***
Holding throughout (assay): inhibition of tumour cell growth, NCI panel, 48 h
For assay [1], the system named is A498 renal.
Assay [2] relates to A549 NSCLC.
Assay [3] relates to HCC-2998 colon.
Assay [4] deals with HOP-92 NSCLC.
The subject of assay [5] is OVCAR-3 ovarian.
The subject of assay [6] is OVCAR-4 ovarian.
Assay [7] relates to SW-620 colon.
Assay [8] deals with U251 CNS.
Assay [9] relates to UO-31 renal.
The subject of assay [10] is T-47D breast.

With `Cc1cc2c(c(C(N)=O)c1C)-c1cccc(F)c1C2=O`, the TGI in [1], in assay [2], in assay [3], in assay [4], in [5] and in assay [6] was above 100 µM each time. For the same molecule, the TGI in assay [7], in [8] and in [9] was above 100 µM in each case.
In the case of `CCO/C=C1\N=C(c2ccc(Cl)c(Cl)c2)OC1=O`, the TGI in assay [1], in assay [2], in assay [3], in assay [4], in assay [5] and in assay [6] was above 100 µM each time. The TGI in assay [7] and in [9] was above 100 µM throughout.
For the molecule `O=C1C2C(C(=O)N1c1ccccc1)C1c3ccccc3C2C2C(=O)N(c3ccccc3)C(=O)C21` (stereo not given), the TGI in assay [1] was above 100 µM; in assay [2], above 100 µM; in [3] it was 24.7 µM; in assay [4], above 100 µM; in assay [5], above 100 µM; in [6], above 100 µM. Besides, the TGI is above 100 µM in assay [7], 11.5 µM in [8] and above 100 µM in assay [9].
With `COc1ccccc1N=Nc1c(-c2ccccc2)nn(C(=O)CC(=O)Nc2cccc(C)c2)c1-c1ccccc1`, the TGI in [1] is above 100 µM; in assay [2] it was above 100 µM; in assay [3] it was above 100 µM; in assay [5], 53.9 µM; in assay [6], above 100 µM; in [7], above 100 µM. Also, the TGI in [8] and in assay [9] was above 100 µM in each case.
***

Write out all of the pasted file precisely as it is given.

Holding throughout (assay): inhibition of tumour cell growth, NCI panel, 48 h
For assay [1], the system named is A498 renal.
Assay [2] relates to A549 NSCLC.
Assay [3] relates to HCC-2998 colon.
Assay [4] deals with HOP-92 NSCLC.
The subject of assay [5] is OVCAR-3 ovarian.
The subject of assay [6] is OVCAR-4 ovarian.
Assay [7] relates to SW-620 colon.
Assay [8] deals with U251 CNS.
Assay [9] relates to UO-31 renal.
The subject of assay [10] is T-47D breast.

With `Cc1cc2c(c(C(N)=O)c1C)-c1cccc(F)c1C2=O`, the TGI in [1], in assay [2], in assay [3], in assay [4], in [5] and in assay [6] was above 100 µM each time. For the same molecule, the TGI in assay [7], in [8] and in [9] was above 100 µM in each case.
In the case of `CCO/C=C1\N=C(c2ccc(Cl)c(Cl)c2)OC1=O`, the TGI in assay [1], in assay [2], in assay [3], in assay [4], in assay [5] and in assay [6] was above 100 µM each time. The TGI in assay [7] and in [9] was above 100 µM throughout.
For the molecule `O=C1C2C(C(=O)N1c1ccccc1)C1c3ccccc3C2C2C(=O)N(c3ccccc3)C(=O)C21` (stereo not given), the TGI in assay [1] was above 100 µM; in assay [2], above 100 µM; in [3] it was 24.7 µM; in assay [4], above 100 µM; in assay [5], above 100 µM; in [6], above 100 µM. Besides, the TGI is above 100 µM in assay [7], 11.5 µM in [8] and above 100 µM in assay [9].
With `COc1ccccc1N=Nc1c(-c2ccccc2)nn(C(=O)CC(=O)Nc2cccc(C)c2)c1-c1ccccc1`, the TGI in [1] is above 100 µM; in assay [2] it was above 100 µM; in assay [3] it was above 100 µM; in assay [5], 53.9 µM; in assay [6], above 100 µM; in [7], above 100 µM. Also, the TGI in [8] and in assay [9] was above 100 µM in each case.